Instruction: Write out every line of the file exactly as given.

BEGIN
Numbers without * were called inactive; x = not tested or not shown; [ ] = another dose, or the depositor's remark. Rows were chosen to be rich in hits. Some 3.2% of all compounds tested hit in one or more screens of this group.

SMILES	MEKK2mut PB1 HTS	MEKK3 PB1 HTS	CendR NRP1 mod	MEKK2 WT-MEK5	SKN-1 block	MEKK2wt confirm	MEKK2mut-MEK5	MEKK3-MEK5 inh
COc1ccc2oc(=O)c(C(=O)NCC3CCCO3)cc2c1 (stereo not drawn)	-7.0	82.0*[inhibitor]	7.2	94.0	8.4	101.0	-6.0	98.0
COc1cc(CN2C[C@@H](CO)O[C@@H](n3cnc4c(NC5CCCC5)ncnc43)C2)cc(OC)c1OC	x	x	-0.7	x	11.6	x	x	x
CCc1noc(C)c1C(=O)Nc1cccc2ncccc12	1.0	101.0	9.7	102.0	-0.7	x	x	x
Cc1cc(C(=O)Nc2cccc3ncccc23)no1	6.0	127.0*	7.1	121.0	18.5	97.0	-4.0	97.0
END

Numbers without * were called inactive; x = not tested or not shown; [ ] = another dose, or the depositor's remark. Rows were chosen to be rich in hits. Some 3.2% of all compounds tested hit in one or more screens of this group.

SMILES	MEKK2mut PB1 HTS	MEKK3 PB1 HTS	CendR NRP1 mod	MEKK2 WT-MEK5	SKN-1 block	MEKK2wt confirm	MEKK2mut-MEK5	MEKK3-MEK5 inh
COc1ccc2oc(=O)c(C(=O)NCC3CCCO3)cc2c1 (stereo not drawn)	-7.0	82.0*[inhibitor]	7.2	94.0	8.4	101.0	-6.0	98.0
COc1cc(CN2C[C@@H](CO)O[C@@H](n3cnc4c(NC5CCCC5)ncnc43)C2)cc(OC)c1OC	x	x	-0.7	x	11.6	x	x	x
CCc1noc(C)c1C(=O)Nc1cccc2ncccc12	1.0	101.0	9.7	102.0	-0.7	x	x	x
Cc1cc(C(=O)Nc2cccc3ncccc23)no1	6.0	127.0*	7.1	121.0	18.5	97.0	-4.0	97.0